Tuesday, November 16, 2010

Shenandoah University

In case you didn't know already, I have been applying to pharmacy school for the Class of 2015 since this past summer. No, I am not nearly finished, seeing as how I haven't even looked at the applications for the past three months. Please don't make me feel bad. I sense some apathy from my side.

After I was invited to interview for Shenandoah University, a private school in Winchester, VA, I decided to immediately sign up for its Open House. What I discovered from applying to undergrad is that I really need to absorb the atmosphere to decide whether I can envision myself living there. So the next weekend, I jumped in my car before the break of dawn to get to SU.

Along the way, the roads were littered with dead animals. I had a Dorothy from The Wizard of Oz moment and realized that it was definitely going to be a departure from the urban-like lifestyle of home. Not only that, but I drove by farmland complete with cows and horses and the nostril-flaring smell of fresh manure. Deeelish.

I had gone to an Open House at UMB in the spring, so I thought I knew what to expect. Well, surprise surprise. Nothing was what I expected. The UMB Open House was crawling with people. When I arrived at SU, I was the first one there. Although people slowly trickled in, we amassed a group of around 20. Not only that, but we were each individually greeted by a member of the faculty. The presentations themselves were very casual and had a sort of organic flow to everything; juxtapose that with the strict and orderly way UMB held their Open House.

During the Open House, there was a student panel that came to answer our questions. I couldn't help but notice the lack of racial diversity of the panel - they were all white! I began to have doubts about whether to consider SU as an option for school or not.

Fast forward to a few weeks later.

I arrive around 20 minutes early for my interview on campus, and so I get shown around on an impromptu tour around the pharmacy building. My heart is pumping, my hands are sweating, and I keep talking to try and forget my nerves. Finally, I get shown to the interview room, where I meet my two interviewers. I guess I got a few laughs in here and there and I start to feel like I'm doing really well. After the interview, I had the opportunity to sit in on a class and actually speak to some P2 students and saw that there is racial diversity. Not only that, but everything the students were saying were so positive, and so I get really excited for the chance to possibly attend this school.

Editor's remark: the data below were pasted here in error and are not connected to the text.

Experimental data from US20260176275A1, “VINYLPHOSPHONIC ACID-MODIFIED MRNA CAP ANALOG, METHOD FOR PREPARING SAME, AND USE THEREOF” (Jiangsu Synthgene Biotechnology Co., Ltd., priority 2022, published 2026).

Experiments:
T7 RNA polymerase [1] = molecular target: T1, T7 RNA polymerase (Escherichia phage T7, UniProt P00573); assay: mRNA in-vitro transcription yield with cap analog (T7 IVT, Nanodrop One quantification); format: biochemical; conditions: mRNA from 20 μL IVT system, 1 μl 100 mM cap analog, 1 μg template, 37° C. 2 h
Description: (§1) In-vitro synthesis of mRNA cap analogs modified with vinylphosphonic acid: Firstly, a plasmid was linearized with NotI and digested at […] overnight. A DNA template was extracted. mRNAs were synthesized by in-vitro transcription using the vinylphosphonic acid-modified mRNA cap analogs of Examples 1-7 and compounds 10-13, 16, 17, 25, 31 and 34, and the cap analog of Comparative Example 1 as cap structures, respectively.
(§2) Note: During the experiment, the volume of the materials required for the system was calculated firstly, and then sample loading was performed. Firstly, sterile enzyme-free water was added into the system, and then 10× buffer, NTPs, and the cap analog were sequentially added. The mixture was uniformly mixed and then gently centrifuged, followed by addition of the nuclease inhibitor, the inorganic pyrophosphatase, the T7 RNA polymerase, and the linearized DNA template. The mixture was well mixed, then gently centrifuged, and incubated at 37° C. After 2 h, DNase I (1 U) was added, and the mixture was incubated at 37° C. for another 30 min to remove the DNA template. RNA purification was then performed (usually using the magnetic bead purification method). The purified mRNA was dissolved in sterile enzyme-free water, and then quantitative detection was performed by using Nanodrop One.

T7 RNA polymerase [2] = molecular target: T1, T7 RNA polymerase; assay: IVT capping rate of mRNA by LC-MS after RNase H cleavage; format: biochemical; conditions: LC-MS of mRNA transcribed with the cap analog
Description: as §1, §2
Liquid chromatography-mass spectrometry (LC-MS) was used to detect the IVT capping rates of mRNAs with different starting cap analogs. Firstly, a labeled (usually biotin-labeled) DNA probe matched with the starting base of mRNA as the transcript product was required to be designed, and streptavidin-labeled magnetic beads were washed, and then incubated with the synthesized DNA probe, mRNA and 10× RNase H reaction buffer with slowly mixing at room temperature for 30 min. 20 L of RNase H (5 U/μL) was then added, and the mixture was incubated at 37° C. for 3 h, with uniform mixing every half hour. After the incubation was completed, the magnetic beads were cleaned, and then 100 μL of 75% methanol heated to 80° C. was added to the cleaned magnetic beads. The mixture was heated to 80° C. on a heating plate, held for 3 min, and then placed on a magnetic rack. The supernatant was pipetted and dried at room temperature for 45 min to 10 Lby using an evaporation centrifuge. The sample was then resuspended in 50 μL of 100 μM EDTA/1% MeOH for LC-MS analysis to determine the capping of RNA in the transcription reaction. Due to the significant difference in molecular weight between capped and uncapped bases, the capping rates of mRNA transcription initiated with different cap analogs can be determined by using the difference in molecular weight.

I call V in Florida afterward and the first thing she asks me is, "So when will you hear back from them?" ...uh... I feel my hands sweating again and my blood pumping through my body. Did I really not do as well as I had thought? And then I go through everything in my head, trying to pick up if they were dissatisfied with any of my answers.

Silly me. I was so excited I even received an interview, I told everyone and their moms I had one. So everyone was excited to hear how I think I did. Of course I was now nervous, thinking I had really blown it, so I was saying the obligatory, "Oh, I think I did well, but we'll see." Next day after work, I come home, check my gmail, and I see an email from SU. I panicked a little, thinking I must've screwed up submitting parts of my application or something. I clicked on the link to open it and I was shocked to read: Congratulations! It took them 24 hours to notify me of my acceptance into pharmacy school!!!!!

One more thing crossed off my bucket list!

Chasing Pavements Pt. 2

It's funny how a state of inebriation leads to a state of clarity. I finally approached my situation head on, and I feel no regrets. I have a sense of closure. I am strong and empowered. I feel more secure than ever about everything.

Thank you to everyone who has supported me along the way. I know it hasn't been easy for you, always feeling the brunt of my whiney-ness.

Sunday, November 7, 2010

Chasing Pavements

There are certain topics I'm scared to broach. Yet ironically, these are the ones I need to think through the most.

So, let me pose this uber broad question. How much is something worth the pain and emotional burden it brings, and when do you need to give up?

I feel like I've been dealing with the same questions for the past six months, and it's gotten nowhere. I'm still in the same crippled emotional state as before. I'm still as confused. I'm still as hurt. A large part of me wants to speak out -- actually, I know I need to. But I'm so afraid of the negative repercussions of expressing myself.

It's difficult to get a good read on the situation when the lines are so blurred. Not only that but when the motivation, logic, and reasoning are all as secret and cryptic as a CIA file, it leads me to feel more cautious about the situation. That's how this vicious cycle has strung me along for as long as it has thus far.

Time and again, I lean on Adele's lyrics to help me voice my pain. Should I give up? Or should I just keep chasing pavements, even if it leads nowhere?

If anyone has any insightful comments or some sage advice, please feel free. I know this post has been pretty vague, but I'd love to hear what someone outside the situation perceives that I can't/don't.